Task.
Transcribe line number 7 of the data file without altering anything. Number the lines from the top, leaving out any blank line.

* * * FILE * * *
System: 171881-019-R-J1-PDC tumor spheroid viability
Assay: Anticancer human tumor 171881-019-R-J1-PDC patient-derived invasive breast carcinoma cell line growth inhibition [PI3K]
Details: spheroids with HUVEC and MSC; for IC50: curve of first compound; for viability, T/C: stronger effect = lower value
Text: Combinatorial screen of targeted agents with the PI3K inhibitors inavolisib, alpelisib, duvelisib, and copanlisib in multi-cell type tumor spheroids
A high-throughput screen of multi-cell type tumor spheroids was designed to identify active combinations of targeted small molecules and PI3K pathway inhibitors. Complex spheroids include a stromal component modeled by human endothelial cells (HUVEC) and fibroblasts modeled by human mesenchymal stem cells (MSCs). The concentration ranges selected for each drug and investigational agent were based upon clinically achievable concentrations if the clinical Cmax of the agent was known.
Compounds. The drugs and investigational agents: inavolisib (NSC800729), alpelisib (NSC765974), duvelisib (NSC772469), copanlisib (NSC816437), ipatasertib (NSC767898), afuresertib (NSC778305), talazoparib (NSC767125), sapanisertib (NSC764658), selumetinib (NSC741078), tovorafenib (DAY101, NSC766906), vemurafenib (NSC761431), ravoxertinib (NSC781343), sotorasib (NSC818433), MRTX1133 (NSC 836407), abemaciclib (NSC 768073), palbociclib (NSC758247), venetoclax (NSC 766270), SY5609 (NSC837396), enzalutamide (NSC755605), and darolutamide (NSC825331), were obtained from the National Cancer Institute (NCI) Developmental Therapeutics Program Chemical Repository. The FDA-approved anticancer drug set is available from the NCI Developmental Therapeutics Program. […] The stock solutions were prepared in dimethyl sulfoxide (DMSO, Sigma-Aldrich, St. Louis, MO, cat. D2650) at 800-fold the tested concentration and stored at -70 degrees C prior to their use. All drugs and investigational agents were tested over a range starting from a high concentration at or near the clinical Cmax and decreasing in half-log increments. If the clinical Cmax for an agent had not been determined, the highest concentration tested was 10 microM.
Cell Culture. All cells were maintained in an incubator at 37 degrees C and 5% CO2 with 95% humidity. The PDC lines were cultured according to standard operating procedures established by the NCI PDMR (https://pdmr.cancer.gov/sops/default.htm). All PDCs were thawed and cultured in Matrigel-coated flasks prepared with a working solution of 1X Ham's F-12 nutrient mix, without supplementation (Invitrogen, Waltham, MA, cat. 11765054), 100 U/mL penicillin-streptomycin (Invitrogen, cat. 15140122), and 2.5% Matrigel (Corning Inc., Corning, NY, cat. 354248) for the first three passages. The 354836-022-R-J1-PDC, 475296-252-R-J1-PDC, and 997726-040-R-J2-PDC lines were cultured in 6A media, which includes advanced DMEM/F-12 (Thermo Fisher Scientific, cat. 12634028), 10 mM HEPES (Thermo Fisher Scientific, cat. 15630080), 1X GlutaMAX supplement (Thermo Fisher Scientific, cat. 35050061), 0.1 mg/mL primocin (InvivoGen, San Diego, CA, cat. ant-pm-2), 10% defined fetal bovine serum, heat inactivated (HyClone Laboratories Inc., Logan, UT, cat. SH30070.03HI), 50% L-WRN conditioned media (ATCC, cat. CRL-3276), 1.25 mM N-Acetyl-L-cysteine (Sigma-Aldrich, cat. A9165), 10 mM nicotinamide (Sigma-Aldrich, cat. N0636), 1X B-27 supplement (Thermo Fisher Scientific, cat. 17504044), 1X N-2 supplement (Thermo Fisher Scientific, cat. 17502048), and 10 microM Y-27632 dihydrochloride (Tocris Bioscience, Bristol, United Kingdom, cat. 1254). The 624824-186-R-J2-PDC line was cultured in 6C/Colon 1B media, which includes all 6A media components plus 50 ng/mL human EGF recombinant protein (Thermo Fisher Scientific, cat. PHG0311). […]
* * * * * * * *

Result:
Cell Culture. All cells were maintained in an incubator at 37 degrees C and 5% CO2 with 95% humidity. The PDC lines were cultured according to standard operating procedures established by the NCI PDMR (https://pdmr.cancer.gov/sops/default.htm). All PDCs were thawed and cultured in Matrigel-coated flasks prepared with a working solution of 1X Ham's F-12 nutrient mix, without supplementation (Invitrogen, Waltham, MA, cat. 11765054), 100 U/mL penicillin-streptomycin (Invitrogen, cat. 15140122), and 2.5% Matrigel (Corning Inc., Corning, NY, cat. 354248) for the first three passages. The 354836-022-R-J1-PDC, 475296-252-R-J1-PDC, and 997726-040-R-J2-PDC lines were cultured in 6A media, which includes advanced DMEM/F-12 (Thermo Fisher Scientific, cat. 12634028), 10 mM HEPES (Thermo Fisher Scientific, cat. 15630080), 1X GlutaMAX supplement (Thermo Fisher Scientific, cat. 35050061), 0.1 mg/mL primocin (InvivoGen, San Diego, CA, cat. ant-pm-2), 10% defined fetal bovine serum, heat inactivated (HyClone Laboratories Inc., Logan, UT, cat. SH30070.03HI), 50% L-WRN conditioned media (ATCC, cat. CRL-3276), 1.25 mM N-Acetyl-L-cysteine (Sigma-Aldrich, cat. A9165), 10 mM nicotinamide (Sigma-Aldrich, cat. N0636), 1X B-27 supplement (Thermo Fisher Scientific, cat. 17504044), 1X N-2 supplement (Thermo Fisher Scientific, cat. 17502048), and 10 microM Y-27632 dihydrochloride (Tocris Bioscience, Bristol, United Kingdom, cat. 1254). The 624824-186-R-J2-PDC line was cultured in 6C/Colon 1B media, which includes all 6A media components plus 50 ng/mL human EGF recombinant protein (Thermo Fisher Scientific, cat. PHG0311). […]